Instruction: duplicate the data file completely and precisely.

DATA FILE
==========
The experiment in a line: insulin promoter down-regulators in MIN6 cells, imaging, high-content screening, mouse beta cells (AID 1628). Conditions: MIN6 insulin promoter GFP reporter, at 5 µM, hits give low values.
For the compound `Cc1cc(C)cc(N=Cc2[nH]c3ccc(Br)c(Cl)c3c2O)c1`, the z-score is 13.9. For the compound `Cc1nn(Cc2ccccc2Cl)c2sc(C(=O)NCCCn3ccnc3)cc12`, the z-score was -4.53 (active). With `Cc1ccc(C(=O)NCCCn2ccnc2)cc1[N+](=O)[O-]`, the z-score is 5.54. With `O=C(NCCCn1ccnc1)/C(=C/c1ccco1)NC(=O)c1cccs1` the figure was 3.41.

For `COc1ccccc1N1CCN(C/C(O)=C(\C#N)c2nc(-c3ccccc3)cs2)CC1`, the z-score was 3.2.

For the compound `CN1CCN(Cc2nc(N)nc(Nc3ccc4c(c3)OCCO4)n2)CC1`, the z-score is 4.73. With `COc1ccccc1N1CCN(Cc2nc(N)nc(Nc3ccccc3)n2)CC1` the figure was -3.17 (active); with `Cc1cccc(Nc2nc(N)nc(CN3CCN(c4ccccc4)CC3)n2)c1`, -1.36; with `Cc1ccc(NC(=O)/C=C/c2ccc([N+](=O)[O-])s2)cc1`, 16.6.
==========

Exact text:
The experiment in a line: insulin promoter down-regulators in MIN6 cells, imaging, high-content screening, mouse beta cells (AID 1628). Conditions: MIN6 insulin promoter GFP reporter, at 5 µM, hits give low values.
For the compound `Cc1cc(C)cc(N=Cc2[nH]c3ccc(Br)c(Cl)c3c2O)c1`, the z-score is 13.9. For the compound `Cc1nn(Cc2ccccc2Cl)c2sc(C(=O)NCCCn3ccnc3)cc12`, the z-score was -4.53 (active). With `Cc1ccc(C(=O)NCCCn2ccnc2)cc1[N+](=O)[O-]`, the z-score is 5.54. With `O=C(NCCCn1ccnc1)/C(=C/c1ccco1)NC(=O)c1cccs1` the figure was 3.41.

For `COc1ccccc1N1CCN(C/C(O)=C(\C#N)c2nc(-c3ccccc3)cs2)CC1`, the z-score was 3.2.

For the compound `CN1CCN(Cc2nc(N)nc(Nc3ccc4c(c3)OCCO4)n2)CC1`, the z-score is 4.73. With `COc1ccccc1N1CCN(Cc2nc(N)nc(Nc3ccccc3)n2)CC1` the figure was -3.17 (active); with `Cc1cccc(Nc2nc(N)nc(CN3CCN(c4ccccc4)CC3)n2)c1`, -1.36; with `Cc1ccc(NC(=O)/C=C/c2ccc([N+](=O)[O-])s2)cc1`, 16.6.